38. Financially speaking, there will have to be a degree of simplification to target European financing more clearly on projects that make it possible to reach out to audiences of particular importance (judges, prosecutors and lawyers). Account will be taken in particular of the pre-eminent role of national institutions whose direct involvement should make it possible to strengthen the European components in the national programmes. In addition, in order to facilitate the medium-term planning of activities, general partnership agreements could be put in place to stabilise relations with qualified institutions; calls for tender could also be issued on a one-off basis for certain larger-scale projects.

39. Lastly, judicial training should become integrated into a broader international context and should be an area for cooperation beyond the borders of the Union. It should be able to be extended to the Council of Europe (under the Lisbon Network) and, beyond that, to contribute to facilitating judicial cooperation with third countries and to strengthening the rule of law in the world.


40. Judicial training is a vital issue for the establishment of the European judicial area in the years to come, as the Hague programme stated. Numerous actors will have to be mobilised to play a role here, with a star role for the framework programme on fundamental rights and justice. Concerning the strengthening of the European Judicial Training Network referred to expressly in the Hague programme, financial support appears the most appropriate solution in the current situation. A different option was taken in police matters, where the Union chose a European agency structure when setting up CEPOL[18]. Although a similar solution does not currently seem necessary in judicial matters. The question of developing European judicial training structures towards other forms could be raised again when the framework programme on fundamental rights and justice comes to an end.

41. The adoption of that programme will be an opportunity to highlight the importance attached by the Union to training for the judicial professions by assuring it of increased financial support. The development of a European strategy for legal training involving national and European players should enable optimum use to be made of the new resources. At the present stage of evolution of the European judicial area, training for practitioners is a crucial factor in making effective and visible to the people of Europe the progress achieved in establishing the area of freedom, security and justice.

[1] See COM(1993) 632 final.

[2] OJ C 53, 3.3.2005, p. 1.

[3] SN (2001) 1200.

[4] OJ C 198, 12.8.2005, p. 1.

[5] Austria, Belgium, the Czech Republic, France, Germany, Greece, Italy, Portugal, the Netherlands, Poland, Slovakia and Slovenia.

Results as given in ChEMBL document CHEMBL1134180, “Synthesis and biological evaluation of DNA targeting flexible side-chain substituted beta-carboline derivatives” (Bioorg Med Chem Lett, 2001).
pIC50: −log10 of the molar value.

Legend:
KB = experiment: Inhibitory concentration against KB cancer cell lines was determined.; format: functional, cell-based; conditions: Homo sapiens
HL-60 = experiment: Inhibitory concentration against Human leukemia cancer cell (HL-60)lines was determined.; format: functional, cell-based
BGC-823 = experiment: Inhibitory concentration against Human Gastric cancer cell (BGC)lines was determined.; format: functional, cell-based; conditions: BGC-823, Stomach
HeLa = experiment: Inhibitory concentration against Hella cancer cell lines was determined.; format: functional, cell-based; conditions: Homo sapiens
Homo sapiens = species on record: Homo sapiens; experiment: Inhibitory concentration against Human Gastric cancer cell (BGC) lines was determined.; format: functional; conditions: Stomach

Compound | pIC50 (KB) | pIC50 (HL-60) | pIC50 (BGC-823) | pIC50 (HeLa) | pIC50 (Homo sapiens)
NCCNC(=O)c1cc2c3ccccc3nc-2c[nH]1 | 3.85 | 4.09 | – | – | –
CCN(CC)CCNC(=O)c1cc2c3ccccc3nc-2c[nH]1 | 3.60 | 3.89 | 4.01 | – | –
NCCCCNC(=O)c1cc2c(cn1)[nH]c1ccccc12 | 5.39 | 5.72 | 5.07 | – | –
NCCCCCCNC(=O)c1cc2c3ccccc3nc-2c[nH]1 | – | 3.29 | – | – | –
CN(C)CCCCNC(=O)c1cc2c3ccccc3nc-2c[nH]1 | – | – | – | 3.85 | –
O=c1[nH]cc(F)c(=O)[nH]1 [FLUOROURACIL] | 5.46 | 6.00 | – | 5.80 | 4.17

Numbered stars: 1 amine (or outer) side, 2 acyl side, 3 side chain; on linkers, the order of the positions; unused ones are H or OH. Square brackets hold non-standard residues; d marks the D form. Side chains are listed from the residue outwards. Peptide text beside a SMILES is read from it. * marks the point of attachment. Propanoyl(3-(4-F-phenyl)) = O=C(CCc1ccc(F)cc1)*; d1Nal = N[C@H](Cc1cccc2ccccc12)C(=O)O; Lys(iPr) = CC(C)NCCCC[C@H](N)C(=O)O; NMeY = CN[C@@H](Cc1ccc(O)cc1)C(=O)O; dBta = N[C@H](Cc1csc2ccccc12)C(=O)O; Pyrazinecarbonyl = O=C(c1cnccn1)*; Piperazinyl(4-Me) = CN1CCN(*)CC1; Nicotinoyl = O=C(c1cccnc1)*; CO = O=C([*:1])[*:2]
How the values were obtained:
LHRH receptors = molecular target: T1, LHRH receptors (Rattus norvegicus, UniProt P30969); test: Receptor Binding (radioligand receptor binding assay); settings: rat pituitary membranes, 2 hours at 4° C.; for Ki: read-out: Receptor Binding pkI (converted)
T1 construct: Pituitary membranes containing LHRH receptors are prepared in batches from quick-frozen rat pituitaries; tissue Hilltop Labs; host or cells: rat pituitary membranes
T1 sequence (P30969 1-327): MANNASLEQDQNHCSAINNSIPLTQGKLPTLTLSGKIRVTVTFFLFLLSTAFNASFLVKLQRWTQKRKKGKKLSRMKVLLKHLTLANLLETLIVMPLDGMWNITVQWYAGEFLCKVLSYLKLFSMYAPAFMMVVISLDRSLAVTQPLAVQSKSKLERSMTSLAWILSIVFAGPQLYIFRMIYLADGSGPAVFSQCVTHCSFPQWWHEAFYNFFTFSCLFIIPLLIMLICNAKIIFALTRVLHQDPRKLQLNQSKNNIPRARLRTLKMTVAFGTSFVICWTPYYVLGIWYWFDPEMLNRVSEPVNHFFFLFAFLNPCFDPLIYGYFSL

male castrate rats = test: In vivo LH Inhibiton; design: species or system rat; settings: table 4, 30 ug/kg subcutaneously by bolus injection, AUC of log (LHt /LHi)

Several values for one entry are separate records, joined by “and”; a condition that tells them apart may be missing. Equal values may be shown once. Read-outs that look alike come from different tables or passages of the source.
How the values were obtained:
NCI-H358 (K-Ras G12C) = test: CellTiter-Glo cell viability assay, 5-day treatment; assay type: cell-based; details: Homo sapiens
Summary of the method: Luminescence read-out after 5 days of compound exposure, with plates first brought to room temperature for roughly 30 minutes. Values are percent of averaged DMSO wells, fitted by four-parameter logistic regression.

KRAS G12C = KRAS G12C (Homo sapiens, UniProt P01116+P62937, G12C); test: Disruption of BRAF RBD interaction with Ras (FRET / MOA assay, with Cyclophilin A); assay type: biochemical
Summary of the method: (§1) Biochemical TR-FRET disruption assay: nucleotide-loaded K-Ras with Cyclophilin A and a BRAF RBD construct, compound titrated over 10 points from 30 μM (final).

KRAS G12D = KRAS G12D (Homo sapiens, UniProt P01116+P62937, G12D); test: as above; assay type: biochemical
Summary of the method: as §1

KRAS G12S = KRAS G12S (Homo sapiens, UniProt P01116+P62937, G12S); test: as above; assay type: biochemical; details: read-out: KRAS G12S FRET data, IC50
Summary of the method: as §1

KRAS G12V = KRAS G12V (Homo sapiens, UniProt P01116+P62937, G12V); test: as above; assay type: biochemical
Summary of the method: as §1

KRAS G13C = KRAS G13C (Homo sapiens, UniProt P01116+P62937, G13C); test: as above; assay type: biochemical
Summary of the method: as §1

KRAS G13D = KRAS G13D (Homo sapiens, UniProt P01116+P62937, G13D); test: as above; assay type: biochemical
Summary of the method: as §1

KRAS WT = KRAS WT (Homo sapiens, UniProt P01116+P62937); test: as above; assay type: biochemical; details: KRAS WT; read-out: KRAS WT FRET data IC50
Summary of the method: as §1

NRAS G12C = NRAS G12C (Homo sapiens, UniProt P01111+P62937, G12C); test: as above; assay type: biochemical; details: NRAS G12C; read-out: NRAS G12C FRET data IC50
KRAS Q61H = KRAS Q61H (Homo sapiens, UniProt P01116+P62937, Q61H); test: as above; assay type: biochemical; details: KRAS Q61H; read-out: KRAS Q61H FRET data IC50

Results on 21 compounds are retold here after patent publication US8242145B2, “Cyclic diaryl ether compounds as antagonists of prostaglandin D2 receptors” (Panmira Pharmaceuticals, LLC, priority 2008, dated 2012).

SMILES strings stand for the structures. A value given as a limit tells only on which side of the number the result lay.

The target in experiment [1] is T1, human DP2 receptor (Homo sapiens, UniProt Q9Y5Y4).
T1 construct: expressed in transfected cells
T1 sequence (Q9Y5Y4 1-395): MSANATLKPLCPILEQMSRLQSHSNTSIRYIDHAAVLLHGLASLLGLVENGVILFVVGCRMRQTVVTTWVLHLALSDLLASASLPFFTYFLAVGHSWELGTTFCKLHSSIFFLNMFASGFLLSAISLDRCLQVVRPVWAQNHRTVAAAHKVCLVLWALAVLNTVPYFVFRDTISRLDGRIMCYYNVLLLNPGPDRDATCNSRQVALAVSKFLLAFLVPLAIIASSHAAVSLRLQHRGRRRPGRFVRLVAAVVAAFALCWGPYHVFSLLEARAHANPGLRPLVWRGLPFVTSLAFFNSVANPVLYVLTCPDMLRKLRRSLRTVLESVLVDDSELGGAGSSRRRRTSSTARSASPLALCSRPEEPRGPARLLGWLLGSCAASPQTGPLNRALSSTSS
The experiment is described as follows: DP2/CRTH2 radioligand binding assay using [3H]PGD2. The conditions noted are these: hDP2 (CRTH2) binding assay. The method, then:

[6] Doc. 9090/91, 31.10.1991, JUR. 107, COURT 13.

[7] OJ C 18, 19.1.2001 p. 9.

[8] SEC(2002) 635.

[9] Report by Ms Evelyne Gebhardt, A5- 0276/2002 (OJ C 273 E, 14.11.2003, p. 999).

[10] P6-TA(2005)0030 (OJ C 304E, 1.12.2005, p. 109).

[11] Joint action 96/636/JHA of 28 October 1996 (OJ L 287, 8.11.1996).

[12] See STOP programme (OJ L 322, 12.12.1996) and Falcone programme (OJ L 99, 31.03.1998) which were merged in the AGIS programme in 2002 (OJ L 203, 1.8.2002); in civil matters (OJ L 115, 1.5.2001); in competition law (Decision No 792/2004/EC of 21 April 2004) and, since 2004, the Hercules programme for the protection of the financial interests of the Communities (OJ L 143, 3.4.2004). For the record, Action Robert Schuman (OJ L 196, 14.7.1998).

[13] Commission Communication to the Council and the European Parliament establishing for the period 2007-2013 a framework programme on fundamental rights and justice (OJ C 211, 30.8.2005, p. 6).

[14] In 2005, 1000 judges or prosecutors took part in training activities in another Member State under the EJTN.

[15] 23 Member States plus Bulgaria and Romania are represented. Contacts are ongoing with EE and CY. The ERA also takes part and the Lisbon Network, set up by the Council of Europe, is involved.

[16] OJ C 216, 1.8.2001, p. 14.

[17] That applies in specific areas such as competition (see in particular Regulation (EC) No 1/2003 on the implementation of the rules on competition laid down in Articles 81 and 82 of the Treaty, which confers power on the national courts to apply these articles) but also, more generally, as regards civil and criminal justice and especially for the implementation of mutual recognition.

[18] Council Decision 2005/681/JHA of 20 September 2005 establishing the European Police College (CEPOL) and repealing Decision 2000/820/JHA (OJ L 256, 1.10.2005, p. 63).